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24-hour albumin test, proteinuria test
This test measures the amount of protein in your urine.
Healthy kidneys usually filter protein out of the blood, absorb the protein, and then send it back into the blood while waste material is passed out of your body as urine. But when your kidneys aren't working the way they should, protein may pass into your urine. Protein in your urine is a condition called proteinuria, albuminuria, or microalbuminuria.
Many different chronic diseases, including kidney disease and diabetes, can cause protein in your urine. During pregnancy, protein in your urine can mean a very dangerous condition called preeclampsia, or extremely high blood pressure.
This test may be ordered after a dipstick urine protein test, which requires only one urine sample that's collected at your doctor's office.
If you are pregnant, you may have this test as a part of routine prenatal care to screen for preeclampsia.
You may also have this test if your doctor suspects that you have protein in your urine. Proteinuria may not cause symptoms in the early stage. But as kidney function worsens, you may notice these symptoms:
Swelling in your hands or feet
Higher level of blood creatinine
You may also need this test if you:
Have high blood pressure
Have a family member who has chronic kidney disease
Are at risk for kidney disease
Your doctor may also order a urine albumin-to-creatinine ratio test, which measures the ratio of protein to waste in your urine. Your doctor may also order an ultrasound of your kidneys and blood tests, such as antinuclear antibody or complement, to check for conditions that cause kidney problems.
Many things may affect your lab test results. These include the method each lab uses to do the test. Even if your test results are different from the normal value, you may not have a problem. To learn what the results mean for you, talk with your health care provider.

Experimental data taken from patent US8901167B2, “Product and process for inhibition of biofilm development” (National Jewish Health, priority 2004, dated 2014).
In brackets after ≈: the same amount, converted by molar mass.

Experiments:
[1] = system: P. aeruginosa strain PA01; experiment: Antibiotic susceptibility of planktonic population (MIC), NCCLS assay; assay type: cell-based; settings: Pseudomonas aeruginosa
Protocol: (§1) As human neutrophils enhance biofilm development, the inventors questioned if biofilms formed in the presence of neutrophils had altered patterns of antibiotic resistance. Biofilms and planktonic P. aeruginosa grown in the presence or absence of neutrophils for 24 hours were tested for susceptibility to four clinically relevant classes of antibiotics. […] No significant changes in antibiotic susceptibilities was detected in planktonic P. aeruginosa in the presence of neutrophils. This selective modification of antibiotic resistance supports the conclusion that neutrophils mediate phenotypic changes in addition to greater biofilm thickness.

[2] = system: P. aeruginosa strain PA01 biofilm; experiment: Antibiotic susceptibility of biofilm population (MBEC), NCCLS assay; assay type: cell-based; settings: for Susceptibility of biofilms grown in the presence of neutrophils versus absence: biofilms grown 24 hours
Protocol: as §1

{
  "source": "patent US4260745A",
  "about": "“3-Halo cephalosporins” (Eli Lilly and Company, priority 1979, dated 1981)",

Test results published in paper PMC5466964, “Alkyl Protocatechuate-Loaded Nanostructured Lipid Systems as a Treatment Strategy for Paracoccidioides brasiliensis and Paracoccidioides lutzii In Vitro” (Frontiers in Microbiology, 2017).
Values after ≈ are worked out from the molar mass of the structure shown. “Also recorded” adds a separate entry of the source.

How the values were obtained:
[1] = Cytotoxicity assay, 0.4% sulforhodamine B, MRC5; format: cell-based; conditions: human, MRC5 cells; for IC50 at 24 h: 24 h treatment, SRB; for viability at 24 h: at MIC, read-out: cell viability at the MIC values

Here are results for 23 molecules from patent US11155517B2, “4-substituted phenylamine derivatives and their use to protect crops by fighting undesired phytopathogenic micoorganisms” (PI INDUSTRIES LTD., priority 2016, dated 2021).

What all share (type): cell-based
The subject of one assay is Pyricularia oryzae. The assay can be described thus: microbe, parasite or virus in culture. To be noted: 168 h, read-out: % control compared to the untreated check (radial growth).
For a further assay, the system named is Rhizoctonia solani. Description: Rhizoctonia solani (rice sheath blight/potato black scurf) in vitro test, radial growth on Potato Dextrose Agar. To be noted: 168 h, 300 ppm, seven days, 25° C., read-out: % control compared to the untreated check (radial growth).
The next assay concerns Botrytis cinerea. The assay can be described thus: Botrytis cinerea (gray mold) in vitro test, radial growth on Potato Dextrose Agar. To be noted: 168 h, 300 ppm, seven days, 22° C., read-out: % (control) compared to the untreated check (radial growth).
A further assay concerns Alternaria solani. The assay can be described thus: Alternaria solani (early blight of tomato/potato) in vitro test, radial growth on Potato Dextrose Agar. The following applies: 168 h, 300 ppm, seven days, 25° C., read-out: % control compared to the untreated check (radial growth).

Results are given in milligrams (mg). When you are at rest, a normal test result is 50 to 80 mg within a 24-hour period. During exercise, a normal level is less than 250 mg within a 24-hour period.
This test requires a 24-hour urine sample. For this type of urine sample, you must collect all the urine you make in 24 hours. Empty your bladder completely first thing in the morning without collecting it and note the time. Then collect your urine every time you go to the bathroom for the next 24 hours.
This test poses no known risks.
Many different medications may affect your test results, including:
Vitamin C supplements
Certain drugs used to treat Parkinson's disease
Having a fever or exercising strenuously just before the test may also affect your result. Collecting too much urine or not enough urine may affect your result.
You may need to skip exercising for a certain time before the test. Let your doctor know if you have a fever or have been ill recently.
Your doctor will tell you if you should not take certain medications on the day of the test. In addition, be sure your doctor knows about all medicines, herbs, vitamins, and supplements you are taking. This includes medicines that don't need a prescription and any illicit drugs you may use.